Modern Physics Letters A 11/2011; 10(27). · 1.11 Impact Factor
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    F.lizzi, G.mangano, G.miele, G.sparano
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    ABSTRACT: In a recent paper we pointed out the presence of extra fermionic degrees of freedom in a chiral gauge theory based on Connes' noncommutative geometry. Here we propose a mechanism which provides a high mass to these mirror states, so that they decouple from low energy physics.
    Modern Physics Letters A 11/2011; 13(03). · 1.11 Impact Factor
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    ABSTRACT: We consider radiative electromagnetic corrections, at order α, to the process at finite density and temperature. This process represents one of the main contributions to the cooling of stellar environments in the late stages of star evolution. We find that these corrections affect the energy loss rate by a factor (-4-1)% with respect to the tree level estimate, in the temperature and density ranges where the neutrino pair production via e+e- annihilation is the most efficient cooling mechanism.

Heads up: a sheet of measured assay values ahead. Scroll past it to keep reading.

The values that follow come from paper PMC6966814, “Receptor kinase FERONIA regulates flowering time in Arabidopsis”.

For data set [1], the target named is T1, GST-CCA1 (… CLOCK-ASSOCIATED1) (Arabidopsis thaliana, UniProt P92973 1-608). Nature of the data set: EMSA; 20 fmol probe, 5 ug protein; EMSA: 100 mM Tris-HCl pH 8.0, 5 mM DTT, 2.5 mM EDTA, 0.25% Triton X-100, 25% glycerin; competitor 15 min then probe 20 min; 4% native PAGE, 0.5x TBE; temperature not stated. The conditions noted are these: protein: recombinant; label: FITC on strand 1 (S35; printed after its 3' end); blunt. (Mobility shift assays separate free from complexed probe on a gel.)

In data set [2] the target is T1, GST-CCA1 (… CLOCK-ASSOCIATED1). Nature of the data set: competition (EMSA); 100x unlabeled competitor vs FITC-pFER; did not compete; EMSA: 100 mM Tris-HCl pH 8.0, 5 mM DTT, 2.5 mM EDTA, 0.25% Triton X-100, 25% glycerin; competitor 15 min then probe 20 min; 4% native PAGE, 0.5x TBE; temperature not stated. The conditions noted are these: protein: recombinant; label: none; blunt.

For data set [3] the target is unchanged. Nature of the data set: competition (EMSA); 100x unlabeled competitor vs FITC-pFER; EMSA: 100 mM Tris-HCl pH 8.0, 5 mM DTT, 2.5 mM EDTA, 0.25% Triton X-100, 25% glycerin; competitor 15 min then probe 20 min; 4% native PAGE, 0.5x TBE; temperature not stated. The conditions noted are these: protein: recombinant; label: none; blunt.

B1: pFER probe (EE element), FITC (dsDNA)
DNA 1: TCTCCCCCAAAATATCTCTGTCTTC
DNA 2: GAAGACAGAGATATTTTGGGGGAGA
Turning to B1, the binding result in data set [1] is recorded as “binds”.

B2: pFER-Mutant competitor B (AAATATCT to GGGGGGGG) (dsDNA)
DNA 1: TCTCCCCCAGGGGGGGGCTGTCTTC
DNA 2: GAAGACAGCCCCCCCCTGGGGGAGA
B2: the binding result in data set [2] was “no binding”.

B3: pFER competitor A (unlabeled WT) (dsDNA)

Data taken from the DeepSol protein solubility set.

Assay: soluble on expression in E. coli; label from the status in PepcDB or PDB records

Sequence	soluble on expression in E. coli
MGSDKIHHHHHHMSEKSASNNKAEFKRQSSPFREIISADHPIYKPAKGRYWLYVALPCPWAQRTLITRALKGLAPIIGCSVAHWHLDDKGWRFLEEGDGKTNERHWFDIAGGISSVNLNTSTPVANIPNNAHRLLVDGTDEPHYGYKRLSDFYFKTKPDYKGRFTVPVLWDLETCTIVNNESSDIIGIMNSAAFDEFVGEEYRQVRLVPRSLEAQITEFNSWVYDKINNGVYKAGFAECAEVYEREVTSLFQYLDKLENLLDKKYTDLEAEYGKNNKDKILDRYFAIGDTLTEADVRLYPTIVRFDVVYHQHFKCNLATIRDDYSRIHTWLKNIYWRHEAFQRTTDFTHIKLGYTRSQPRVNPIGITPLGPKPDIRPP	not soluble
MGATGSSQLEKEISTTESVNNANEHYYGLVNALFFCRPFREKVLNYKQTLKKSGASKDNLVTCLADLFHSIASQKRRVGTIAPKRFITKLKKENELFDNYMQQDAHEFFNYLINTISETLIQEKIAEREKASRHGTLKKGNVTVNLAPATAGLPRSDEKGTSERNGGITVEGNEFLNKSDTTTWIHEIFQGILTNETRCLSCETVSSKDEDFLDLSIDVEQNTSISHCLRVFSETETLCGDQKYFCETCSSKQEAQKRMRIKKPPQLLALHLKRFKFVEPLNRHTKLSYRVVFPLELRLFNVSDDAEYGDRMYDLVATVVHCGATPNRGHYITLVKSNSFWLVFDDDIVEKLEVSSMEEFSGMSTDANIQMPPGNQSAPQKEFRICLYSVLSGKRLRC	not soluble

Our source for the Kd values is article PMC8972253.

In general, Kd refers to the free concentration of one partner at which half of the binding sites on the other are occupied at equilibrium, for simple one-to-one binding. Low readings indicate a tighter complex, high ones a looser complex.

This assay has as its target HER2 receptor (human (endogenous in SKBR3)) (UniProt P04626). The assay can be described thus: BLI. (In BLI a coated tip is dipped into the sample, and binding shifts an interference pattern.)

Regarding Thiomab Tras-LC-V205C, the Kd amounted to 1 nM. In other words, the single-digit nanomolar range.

Modern Physics Letters A 11/2011; 17(08). · 1.11 Impact Factor
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    G.mangano, G.miele, V.pettorino
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    ABSTRACT: We consider a model of interacting cosmological constant/quintessence, where dark matter and dark energy behave as, respectively, two coexisting phases of a fluid, a thermally excited Bose component and a condensate, respectively. In a simple phenomenological model for the dark components interaction we find that their energy density evolution is strongly coupled during the universe evolution. This feature provides a possible way out for the coincidence problem affecting many quintessence models.
    Modern Physics Letters A 11/2011; 18(12). · 1.11 Impact Factor